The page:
is a lunar crater
of sufficient dimension to belong to
the category of impact features known as walled plains. It is
located in the northeastern part of the Moon
close enough to the rim to appear significantly foreshortened.
attached to the northern rim is the crater Schumacher. To the southwest is the prominent crater
Geminus, and due
south is the smaller Bernoulli.
The outer rim of this formation has received a significant amount
of erosion due to minor impacts, but much of the outer wall retains
its original shape and a certain degree of terracing
. The rim is broken by smaller
craters along the south, north, and northwest sides, designated
Messala B, J, and K, respectively. Messala J has a narrow gouge in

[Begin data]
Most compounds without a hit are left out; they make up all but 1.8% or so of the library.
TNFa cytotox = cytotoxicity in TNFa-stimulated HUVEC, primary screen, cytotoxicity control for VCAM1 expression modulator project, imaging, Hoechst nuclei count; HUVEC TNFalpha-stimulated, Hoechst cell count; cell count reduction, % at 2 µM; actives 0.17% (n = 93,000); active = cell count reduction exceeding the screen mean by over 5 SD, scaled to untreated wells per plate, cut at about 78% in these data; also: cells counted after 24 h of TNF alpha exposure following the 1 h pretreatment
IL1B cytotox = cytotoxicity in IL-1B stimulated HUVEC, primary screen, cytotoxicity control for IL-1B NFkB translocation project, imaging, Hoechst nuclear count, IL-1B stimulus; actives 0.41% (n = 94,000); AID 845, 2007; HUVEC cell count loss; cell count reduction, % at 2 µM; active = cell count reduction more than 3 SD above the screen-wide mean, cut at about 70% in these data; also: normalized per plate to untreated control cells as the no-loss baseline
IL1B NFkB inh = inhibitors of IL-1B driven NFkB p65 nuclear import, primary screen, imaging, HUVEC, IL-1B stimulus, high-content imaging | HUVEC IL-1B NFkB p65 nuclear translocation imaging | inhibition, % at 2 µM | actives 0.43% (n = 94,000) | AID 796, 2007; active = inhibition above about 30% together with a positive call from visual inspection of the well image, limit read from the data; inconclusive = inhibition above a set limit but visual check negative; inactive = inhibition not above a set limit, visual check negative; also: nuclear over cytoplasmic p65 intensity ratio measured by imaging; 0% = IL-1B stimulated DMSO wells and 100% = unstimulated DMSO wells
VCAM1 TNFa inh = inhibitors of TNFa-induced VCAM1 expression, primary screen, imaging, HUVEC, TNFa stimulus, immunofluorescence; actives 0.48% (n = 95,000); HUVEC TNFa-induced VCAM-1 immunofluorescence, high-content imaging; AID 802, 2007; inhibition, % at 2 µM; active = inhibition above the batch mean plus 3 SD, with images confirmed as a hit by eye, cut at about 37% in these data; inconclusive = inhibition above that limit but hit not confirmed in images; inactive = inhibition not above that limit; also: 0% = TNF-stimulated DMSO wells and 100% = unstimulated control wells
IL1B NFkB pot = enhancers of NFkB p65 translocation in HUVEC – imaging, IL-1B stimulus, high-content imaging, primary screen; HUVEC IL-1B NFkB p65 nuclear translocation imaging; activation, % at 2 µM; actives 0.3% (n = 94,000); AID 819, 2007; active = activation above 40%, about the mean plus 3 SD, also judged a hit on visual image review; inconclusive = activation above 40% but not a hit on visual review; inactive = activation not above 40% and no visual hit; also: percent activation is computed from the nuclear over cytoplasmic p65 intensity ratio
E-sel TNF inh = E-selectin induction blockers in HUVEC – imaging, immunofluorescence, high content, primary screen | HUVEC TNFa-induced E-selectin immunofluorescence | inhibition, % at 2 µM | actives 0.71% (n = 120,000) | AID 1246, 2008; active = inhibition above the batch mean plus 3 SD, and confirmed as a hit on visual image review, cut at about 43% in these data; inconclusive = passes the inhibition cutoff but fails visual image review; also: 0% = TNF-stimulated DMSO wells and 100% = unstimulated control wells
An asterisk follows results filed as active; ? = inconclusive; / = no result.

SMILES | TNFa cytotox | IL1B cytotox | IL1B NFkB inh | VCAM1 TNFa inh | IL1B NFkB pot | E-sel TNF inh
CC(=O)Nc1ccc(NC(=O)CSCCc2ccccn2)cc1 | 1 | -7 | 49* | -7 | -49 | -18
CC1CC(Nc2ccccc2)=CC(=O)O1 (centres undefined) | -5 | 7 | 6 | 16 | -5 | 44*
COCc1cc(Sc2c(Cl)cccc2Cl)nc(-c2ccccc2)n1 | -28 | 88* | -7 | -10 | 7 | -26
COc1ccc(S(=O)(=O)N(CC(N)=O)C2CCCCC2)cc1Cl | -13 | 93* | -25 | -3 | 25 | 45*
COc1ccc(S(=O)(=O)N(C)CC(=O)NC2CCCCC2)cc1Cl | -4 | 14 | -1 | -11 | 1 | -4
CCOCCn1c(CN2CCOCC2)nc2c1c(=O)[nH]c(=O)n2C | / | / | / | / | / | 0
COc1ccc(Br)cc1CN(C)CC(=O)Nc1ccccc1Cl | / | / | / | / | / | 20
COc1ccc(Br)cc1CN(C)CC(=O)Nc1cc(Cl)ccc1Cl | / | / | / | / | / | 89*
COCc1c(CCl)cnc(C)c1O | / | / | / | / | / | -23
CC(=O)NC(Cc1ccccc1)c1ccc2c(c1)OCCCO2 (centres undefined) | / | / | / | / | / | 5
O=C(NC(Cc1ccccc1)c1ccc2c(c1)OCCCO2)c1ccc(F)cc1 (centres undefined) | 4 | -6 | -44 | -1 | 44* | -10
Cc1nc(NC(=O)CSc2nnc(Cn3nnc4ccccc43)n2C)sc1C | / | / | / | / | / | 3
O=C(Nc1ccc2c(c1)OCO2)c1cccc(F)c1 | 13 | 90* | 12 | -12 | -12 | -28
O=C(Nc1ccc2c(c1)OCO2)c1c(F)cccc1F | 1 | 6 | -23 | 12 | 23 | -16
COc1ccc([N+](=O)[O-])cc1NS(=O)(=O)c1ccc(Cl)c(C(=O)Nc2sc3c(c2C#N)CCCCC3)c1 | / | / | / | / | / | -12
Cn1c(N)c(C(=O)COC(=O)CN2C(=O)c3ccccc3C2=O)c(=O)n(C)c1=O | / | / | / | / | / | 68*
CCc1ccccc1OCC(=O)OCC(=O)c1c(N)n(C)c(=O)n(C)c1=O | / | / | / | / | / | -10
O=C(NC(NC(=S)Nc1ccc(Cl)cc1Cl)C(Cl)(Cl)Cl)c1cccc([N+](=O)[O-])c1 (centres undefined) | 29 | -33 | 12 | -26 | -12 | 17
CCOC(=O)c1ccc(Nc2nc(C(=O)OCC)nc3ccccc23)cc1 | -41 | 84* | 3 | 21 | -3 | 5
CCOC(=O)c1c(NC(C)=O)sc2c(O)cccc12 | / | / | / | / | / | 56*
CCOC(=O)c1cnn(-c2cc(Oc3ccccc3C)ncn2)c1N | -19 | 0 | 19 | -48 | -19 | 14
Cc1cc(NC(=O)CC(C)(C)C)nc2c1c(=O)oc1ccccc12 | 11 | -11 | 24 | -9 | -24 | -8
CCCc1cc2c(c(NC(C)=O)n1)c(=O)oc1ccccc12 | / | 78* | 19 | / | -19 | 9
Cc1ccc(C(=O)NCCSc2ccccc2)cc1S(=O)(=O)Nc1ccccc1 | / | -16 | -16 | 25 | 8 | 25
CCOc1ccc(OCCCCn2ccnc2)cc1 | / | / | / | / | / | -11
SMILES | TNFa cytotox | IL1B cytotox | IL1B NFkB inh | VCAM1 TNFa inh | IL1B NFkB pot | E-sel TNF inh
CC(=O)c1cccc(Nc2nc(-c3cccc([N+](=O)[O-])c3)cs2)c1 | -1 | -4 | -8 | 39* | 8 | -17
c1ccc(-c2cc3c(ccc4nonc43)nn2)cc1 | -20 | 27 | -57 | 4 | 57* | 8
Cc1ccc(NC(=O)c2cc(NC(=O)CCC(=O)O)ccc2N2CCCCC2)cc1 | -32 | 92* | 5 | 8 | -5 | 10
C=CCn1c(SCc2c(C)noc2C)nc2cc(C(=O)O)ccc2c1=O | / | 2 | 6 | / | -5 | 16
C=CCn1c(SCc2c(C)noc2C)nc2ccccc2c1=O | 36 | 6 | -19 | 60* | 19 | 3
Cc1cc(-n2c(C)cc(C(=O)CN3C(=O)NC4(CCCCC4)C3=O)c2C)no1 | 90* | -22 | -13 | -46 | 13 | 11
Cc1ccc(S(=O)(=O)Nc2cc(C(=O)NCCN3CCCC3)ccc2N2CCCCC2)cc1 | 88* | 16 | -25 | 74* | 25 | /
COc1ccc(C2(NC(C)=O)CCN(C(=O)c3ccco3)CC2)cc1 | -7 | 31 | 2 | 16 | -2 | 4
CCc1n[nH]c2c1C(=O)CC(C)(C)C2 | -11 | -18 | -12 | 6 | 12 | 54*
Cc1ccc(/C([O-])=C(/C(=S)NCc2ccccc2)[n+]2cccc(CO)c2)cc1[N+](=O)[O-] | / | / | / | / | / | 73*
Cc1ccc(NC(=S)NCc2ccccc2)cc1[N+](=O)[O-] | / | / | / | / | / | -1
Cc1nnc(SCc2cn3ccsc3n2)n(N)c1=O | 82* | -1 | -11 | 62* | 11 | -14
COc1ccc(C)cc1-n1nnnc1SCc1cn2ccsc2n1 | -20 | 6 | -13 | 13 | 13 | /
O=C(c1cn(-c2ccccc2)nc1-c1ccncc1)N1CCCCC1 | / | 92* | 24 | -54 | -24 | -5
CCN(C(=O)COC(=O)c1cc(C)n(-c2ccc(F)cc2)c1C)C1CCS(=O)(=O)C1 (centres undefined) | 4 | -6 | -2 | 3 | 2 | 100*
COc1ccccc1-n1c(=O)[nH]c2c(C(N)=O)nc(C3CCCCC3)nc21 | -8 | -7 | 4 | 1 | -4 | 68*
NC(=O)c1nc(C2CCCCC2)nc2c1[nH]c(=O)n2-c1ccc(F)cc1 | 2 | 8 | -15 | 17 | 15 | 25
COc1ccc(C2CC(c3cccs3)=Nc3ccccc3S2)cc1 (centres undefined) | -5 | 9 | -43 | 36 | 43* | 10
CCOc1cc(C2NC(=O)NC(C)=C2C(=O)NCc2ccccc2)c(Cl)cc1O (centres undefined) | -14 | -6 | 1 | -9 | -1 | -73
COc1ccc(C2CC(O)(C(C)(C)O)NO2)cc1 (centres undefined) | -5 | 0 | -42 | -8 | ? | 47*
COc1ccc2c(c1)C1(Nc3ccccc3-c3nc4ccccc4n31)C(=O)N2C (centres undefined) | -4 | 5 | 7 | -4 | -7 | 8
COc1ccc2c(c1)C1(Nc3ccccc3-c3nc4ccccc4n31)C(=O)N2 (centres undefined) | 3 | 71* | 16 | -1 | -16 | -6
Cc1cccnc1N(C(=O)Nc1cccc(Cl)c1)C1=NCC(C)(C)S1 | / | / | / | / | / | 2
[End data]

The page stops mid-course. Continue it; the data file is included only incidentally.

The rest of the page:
its eastern rim leading one crater diameter to the east. It is
attached to a slightly larger crater which lies across the southern
rim of Schumacher.
The interior floor is relatively level but contains irregularities
in the surface at some locations. There are several small craters
across the floor, which are now little more than low rims and
depressions in the surface. The most notable of these is a ghost crater
along the western inner wall.
By convention these features are identified on lunar maps by
placing the letter on the side of the crater mid-point that is
closest to Messala.
Origin of name
is named after Masha'allah ibn Atharī
(c.740-d.815 AD), a Persian Jewish astrologer and
astronomer from the city of Basra (now located
in modern day Iraq) who was the
leading astrologer of the late 8th century.
one of the most prominent members of the commission which
determined for the Caliph al-Mansur
(A.D. 754-775) that the propitious moment for
the founding of Baghdad fell on 30